Currently, most therapeutic options retard the rate of bone loss but they do not convert osteoporosis back to normal bone mass. Only a few anabolic agents exist, although generally such options are too costly to be practicable, even for wealthy countries. Current screening methods to identify at-risk individuals have only moderate predictive capacity and as such are not suitable for general population use. The only hope to reverse the oncoming worldwide hip fracture tsunami will be if radical changes are made in our understanding, prevention, and treatment of osteoporosis. Genetics research offers the potential to elucidate the disease process more fully, to identify new targets for therapeutic intervention, and to refine prognostic tests in order to improve targeting of primary prevention measures to those most in need.

Genetic epidemiology

The first step in any condition thought to have an underlying genetic aetiology is to establish whether a trait (such as low BMD or fracture) really is heritable. From there, modeling can predict the likely mode of inheritance, demonstrate the appropriate method for investigation (for instance, family versus general population, selected versus nonselected population), and inform power calculations to ensure that an appropriate study of adequate size is performed.

Twin and family studies have demonstrated that osteoporosis is highly familial, and that the tendency of the condition to run in families is predominantly due to genetic factors. This is true of a wide range of osteoporosis-related phenotypes, including BMD, bone turnover, and skeletal dimensions associated with growth and fracture risk [5-8], as well as fracture risk itself [9].

There has been extensive debate and research within the bone research community about the optimal phenotype to study. The ultimate goal of research in osteoporosis genetics is to identify genes that increase bone fragility. It would therefore seem enticing to study fracture as the primary outcome variable. However, fractures can occur for a wide variety of reasons, some of which are unrelated to bone fragility, and it is likely to prove genetically more complex than intermediate bone phenotypes, such as BMD.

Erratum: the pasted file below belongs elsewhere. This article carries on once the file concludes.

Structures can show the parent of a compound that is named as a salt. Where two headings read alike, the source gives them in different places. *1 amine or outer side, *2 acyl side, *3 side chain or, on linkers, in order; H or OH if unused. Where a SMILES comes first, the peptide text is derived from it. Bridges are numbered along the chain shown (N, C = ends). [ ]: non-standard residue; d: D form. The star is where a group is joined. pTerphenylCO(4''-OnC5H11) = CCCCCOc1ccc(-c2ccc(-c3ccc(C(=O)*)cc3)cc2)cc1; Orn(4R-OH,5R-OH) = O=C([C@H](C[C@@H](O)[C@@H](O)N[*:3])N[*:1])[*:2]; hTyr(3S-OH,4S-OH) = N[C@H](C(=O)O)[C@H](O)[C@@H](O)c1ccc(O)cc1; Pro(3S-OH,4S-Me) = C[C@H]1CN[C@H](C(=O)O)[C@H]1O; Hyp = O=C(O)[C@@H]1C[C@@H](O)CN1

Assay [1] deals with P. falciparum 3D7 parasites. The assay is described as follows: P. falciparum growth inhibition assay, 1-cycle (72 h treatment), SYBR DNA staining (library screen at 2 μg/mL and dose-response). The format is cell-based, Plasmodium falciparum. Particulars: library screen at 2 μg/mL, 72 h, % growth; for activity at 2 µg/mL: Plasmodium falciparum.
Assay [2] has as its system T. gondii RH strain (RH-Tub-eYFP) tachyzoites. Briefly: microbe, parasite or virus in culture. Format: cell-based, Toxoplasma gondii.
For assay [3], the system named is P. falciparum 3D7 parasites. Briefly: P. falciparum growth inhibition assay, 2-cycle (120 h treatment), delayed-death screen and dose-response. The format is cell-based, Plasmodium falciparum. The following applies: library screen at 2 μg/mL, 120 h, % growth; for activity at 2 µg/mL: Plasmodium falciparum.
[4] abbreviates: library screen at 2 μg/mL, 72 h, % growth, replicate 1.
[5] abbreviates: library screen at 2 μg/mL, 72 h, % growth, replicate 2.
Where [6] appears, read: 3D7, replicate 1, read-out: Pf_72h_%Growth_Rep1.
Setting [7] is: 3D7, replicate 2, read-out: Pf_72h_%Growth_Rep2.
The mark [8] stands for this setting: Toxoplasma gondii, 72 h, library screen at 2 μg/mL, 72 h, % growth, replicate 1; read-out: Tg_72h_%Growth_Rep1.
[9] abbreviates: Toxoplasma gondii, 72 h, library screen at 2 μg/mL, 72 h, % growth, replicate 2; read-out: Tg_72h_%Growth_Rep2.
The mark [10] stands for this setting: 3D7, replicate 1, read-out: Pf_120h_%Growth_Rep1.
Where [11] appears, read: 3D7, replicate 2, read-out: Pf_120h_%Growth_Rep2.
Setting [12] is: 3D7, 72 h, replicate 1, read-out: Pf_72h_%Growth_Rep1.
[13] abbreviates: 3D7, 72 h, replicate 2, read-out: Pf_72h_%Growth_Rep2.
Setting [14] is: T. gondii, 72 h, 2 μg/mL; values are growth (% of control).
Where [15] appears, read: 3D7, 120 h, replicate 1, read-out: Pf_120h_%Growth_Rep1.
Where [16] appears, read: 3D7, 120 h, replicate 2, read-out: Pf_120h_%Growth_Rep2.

BMD (as measured using dual energy x-ray absorptiometry) is the screening tool most commonly used to identify patients with osteoporosis and who are at increased risk for low-trauma fracture. The heritability of BMD, measured using a variety of methods in twin and intergenerational studies, has been shown to be very high. Studies of female twins have shown heritability of BMD to be 57% to 92% [10-12], including studies of postmenopausal twins [13]. Estimates from intergenerational family studies have also identified substantial heritability of BMD (44% to 67%) [14-16]. Several segregation studies, in families drawn from the general population, and ascertained with probands with more severe phenotypes, have demonstrated that the majority of the heritability of BMD is polygenic [14,16-20]. In specific populations substantial monogenic effects have been observed, but this has always been on the background of predominantly polygenic effects [19,21-23].

Therefore most genetic studies in osteoporosis to date have focused on the phenotype of BMD, because it is highly heritable, easy to measure, and has an established strong relationship with fracture risk. However, areal BMD (bone quantity per unit bone area measured) does not provide information regarding bone distribution (between cortical and cancellous compartments) or bone microarchitecture. Large and small bones with different volumetric BMD (bone quantity per unit bone volume measured) and fracture risk may have similar areal BMD. Methods to determine bone architectural measures and bone fragility indices from areal BMD scans make inappropriate assumptions about similarity of bone shape between individuals, and therefore have not proven better predictors of fracture risk than areal BMD itself.

There has been significant interest in noninvasive assessment of bone microarchitecture. Data from murine studies in particular indicate that although a large proportion of genetic variants can be identified by studies of BMD alone, significant additional information can be obtained with use of more informative bone imaging modalities, such as quantitative computed tomography scanning and magnetic resonance imaging. These methods are still in development, however, and will not be suitable for large-scale genetic studies until there is better standardization of measures, and until their genetic epidemiology and clinical significance are better established in humans.